Saturday, April 04, 2020

Gosnell: The Untold Story - Anger and Law-Breaking

Stuck at home during the ChiCom Virus quarantine, I started listening to the audiobook of Gosnell: The Untold Story of America's Most Prolific Serial Killer, by Ann McElhinney and Phelim McAleer. First I wrote up some background information about why I believe I have something unique to offer in commentary on the book. I followed up with a review of notable instances of press coverage of abortion atrocities. In this series of commentaries, I won't be reiterating what Ann and Phelim say, because I think that it's important for people to read the book to get the full context. I'm only addressing areas where I think my odd expertise adds something important.

In the foreword, Alan Robertson wrote of his anger towards everybody involved: Gosnell, his staff, the enablers in the state bureaucracy, the media, and the abortion lobby. I would add my own thirty years of built up anger against ordinary garden-variety prochoicers, who steadfastly refuse to see that there are systematic problems. Yes, the media and the abortion lobby provide them with handy excuses, but an excuse is an excuse, whether it's prefab or one you invent on your own. I have been telling prochoicers about the reality of how abortion is practiced in America since I stumbled across the deaths of Ellen Williams and Gloria Aponte in the mid-1980s, and I have yet to encounter one who doesn't brush off even the most appalling cases as not worthy of attention. "The authorities are dealing with it. You're being silly to think there's any kind of ongoing, systemic problem." The fact that I've been researching and documenting abortion deaths for over 30 years counts for nothing. And as I noted in my write-up about the media, even when a prochoicer does speak out, he or she is quickly silenced by the mainstream of the movement. It's simply not okay to question. In prochoice America, it's the person who puts the safety of the women first who is the true outlier, not the seedy abortionist.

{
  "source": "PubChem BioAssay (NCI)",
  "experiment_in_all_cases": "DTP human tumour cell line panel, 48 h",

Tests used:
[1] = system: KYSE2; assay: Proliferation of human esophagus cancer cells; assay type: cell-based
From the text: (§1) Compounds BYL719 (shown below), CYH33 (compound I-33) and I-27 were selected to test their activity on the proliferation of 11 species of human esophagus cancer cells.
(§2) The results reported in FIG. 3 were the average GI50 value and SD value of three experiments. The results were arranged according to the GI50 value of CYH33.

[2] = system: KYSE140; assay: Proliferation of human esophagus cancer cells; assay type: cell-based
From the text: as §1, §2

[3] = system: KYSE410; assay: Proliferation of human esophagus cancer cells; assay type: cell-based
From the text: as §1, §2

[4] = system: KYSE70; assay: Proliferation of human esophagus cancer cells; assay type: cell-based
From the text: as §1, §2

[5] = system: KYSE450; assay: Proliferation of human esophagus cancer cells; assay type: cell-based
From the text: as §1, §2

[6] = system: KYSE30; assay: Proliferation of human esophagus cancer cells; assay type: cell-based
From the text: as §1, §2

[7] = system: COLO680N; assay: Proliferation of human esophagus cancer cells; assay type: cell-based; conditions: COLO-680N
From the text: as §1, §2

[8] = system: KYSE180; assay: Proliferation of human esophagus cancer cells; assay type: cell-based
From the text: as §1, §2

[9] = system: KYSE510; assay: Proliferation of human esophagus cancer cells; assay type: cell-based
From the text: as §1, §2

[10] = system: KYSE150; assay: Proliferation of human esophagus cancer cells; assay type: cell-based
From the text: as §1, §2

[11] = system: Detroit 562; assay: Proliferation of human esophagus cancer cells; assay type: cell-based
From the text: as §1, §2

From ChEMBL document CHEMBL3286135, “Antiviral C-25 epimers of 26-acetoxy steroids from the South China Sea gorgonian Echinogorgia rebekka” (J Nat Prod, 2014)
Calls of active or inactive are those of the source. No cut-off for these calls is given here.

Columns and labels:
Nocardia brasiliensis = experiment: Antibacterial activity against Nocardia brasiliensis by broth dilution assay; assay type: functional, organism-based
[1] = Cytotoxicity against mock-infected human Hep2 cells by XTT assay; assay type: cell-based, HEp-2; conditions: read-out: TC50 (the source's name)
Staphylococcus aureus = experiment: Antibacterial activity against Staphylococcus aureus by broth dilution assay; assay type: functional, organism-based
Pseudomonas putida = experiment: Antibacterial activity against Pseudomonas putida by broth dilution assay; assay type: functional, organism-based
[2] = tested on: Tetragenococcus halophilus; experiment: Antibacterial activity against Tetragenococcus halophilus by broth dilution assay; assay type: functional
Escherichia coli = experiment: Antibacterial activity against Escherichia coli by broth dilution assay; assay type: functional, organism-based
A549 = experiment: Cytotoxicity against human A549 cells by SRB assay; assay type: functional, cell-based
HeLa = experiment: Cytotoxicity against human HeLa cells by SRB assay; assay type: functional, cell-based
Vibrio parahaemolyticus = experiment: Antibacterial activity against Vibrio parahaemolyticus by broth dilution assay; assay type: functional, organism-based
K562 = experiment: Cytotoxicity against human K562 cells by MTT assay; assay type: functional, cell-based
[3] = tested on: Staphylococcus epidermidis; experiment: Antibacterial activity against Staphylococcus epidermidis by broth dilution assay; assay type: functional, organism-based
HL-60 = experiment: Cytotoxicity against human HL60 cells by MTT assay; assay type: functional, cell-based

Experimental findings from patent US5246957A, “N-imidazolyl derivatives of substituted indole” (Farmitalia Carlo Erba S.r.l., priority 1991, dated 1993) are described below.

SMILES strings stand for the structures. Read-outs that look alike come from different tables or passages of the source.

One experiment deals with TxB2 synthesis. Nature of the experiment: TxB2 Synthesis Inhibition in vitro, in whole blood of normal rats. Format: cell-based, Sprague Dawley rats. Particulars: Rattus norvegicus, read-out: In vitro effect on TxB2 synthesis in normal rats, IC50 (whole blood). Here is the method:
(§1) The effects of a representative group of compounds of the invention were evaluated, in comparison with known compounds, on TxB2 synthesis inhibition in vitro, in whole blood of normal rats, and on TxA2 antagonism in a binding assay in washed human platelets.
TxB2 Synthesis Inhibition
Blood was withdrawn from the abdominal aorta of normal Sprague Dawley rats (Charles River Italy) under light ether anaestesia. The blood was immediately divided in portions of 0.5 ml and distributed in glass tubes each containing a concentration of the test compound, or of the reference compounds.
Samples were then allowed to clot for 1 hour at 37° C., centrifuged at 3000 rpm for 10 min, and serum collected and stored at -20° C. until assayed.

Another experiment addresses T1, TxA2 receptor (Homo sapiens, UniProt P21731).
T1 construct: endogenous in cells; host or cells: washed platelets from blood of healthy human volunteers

Pennsylvania's failure to enforce the law is hardly unique.

When Phil Kline tried to hold George Tiller accountable for his illegal third-trimester abortions, Kansas authorities not only covered up for Tiller, they launched a career-destroying vendetta against Kline. Of course the media went along with it unquestioningly and provided the abortion lobby with material for their victimization claims. Considering how often Gosnell referred to Tiller as his friend, and how often the two must have met at National Abortion Federation seminars, one must wonder if Tiller provided Gosnell with tips about which palms to grease and how to make it all look legit.

We can also look at the well-founded allegations against Douglas Karpen, the "Texas Gosnell." Karpen had a history of malpractice, including the death of Denise Montoya. Like Gosnell, he flushed fetal remains down the toilet. Three of his employees came forward with credible evidence -- including, like Gosnell's employees, photographic evidence (WARNING: VERY GRAPHIC) -- that Karpen was delivering and killing live, viable babies. Though all of the evidence was forwared to Texas authorities, who convened a grand jury, Karpen was never charged for his crimes. (If I recall correctly, Texas will not prosecute for murder unless they have a body. This might be Karpen's escape hatch.) He might also be getting support via the National Abortion Federation, of which he is a member.

Planned Parenthood's brazen law-breaking is an issue unto itself. I can't recall any state in the union that has held them accountable.

Of course, letting abortionists brazenly break the law is nothing new. Arlen Spector was Pennsylvania Attorney General during the "Mother's Day Massacre." Gosnell faced no legal consequences and Harvey Karman, the unlicensed psychologist who masterminded the "super coils," got away with a slap on the wrist and died an abortion-rights hero. The women he injured -- and Joyce Johnson, the woman he killed in an illegal abortion in 1955 -- simply don't matter.